Once again (our team cannot count all the similar cases already covered) a well-known person is attributed to made-up words. This time, an alleged Fyodor Dostoevsky’s quote began to gain popularity on social media. It refers to tolerance and supports a certain perception of the world, which makes it more believable to some. As is usually the case in such situations, there is no evidence that Dostoevsky said these words.
The quote was also available in other languages, including in Czech, Spanish, French, Croatian, Russian or English. It was also shared by celebrities, such as Eli David, known for his anti-vaccine views.
Quote from Dostoevsky
Neither us nor Snopes, Lead Stories or Misbar could find any proof that these words were actually said by the Russian writer. As pointed out by Lead Stories, the quote began circulating online several years earlier. Yet, the author was different. Back then, it was paired with Professor Preobrazhensky, the protagonist of the film “Heart of a Dog” based on a novella of the same title by Mikhail Bulgakov. However, neither in the film nor in the novella will we find the words discussed. This was also confirmed by experts from the Central & East European Resource Centre at the University of Toronto, Canada. The words have also been shared with no indication of the author.
The above information suggests that the quote probably comes from an anonymous person. It was shared online, and then began to gain popularity. In the meantime, it began to be attributed to various people, with little regard for its true origin. Interestingly, in most cases it was paired with people from Russia, probably due to the fact that it first appeared in Russian. It can be found on Reddit with a request for translation in a post dated back to 2019. Along with the quote, there is a still frame from the film “Heart of a Dog” with Professor Preobrazhensky, played by Yevgeny Yevstigneyev.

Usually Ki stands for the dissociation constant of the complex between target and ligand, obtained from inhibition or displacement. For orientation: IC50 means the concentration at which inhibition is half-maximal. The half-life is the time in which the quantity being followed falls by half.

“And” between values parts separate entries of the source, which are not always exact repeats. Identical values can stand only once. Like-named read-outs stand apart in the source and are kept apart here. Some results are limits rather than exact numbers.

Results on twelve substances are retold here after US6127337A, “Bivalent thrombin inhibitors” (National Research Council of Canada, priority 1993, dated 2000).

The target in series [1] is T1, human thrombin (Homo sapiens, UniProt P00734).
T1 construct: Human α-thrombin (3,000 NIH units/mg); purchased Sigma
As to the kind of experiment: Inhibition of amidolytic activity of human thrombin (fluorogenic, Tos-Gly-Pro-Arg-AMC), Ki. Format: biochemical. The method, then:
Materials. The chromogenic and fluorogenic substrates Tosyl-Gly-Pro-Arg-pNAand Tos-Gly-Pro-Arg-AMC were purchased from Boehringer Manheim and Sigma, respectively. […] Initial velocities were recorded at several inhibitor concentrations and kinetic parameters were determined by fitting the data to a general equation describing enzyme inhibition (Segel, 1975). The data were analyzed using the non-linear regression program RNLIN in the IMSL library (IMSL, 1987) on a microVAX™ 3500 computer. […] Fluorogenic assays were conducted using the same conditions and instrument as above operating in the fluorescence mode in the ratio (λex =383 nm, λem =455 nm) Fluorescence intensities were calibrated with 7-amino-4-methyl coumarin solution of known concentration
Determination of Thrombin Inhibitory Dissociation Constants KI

Use of the quote
Attributing quotes to well-known and respected people is supposed to increase their relevance and authenticity. This way, it is easier to identify with the words. As in many other cases, also this time the non-existent statement is used by some people to support their views. This makes it easier to believe in it. This particular quote is also used in political struggles, for example between Republicans and Democrats.
These words do not seem to fit well with the Dostoevsky era. However, they perfectly fit into contemporary discourses related to the perception of tolerance and its impact on freedom of speech. This could be indicated by numerous posts of Internet users, for example on Twitter, linking this statement with cancel culture or the so-called wokism. The quote is meant to confirm that modern tolerance is a form of censorship that does not allow criticism of certain things. The words also tickle the ego of the person agreeing with their message, insinuating that those disagreeing are “fools” or “imbeciles”. This makes it easier for some people to believe in their truthfulness without confirming the authenticity of the quote. Then, without deeper reflection, they re-share it.
Similarly to many other cases we have already described in the past, also this time a quote is wrongly attributed to a famous person. In this case, it is Fyodor Dostoyevsky and, in an earlier version, Mikhail Bulgakov. There is no evidence that these words were spoken or written by any of them. The quote boosts the reader’s ego and supports a certain way of looking at the world, so it is easier for many people to believe in it.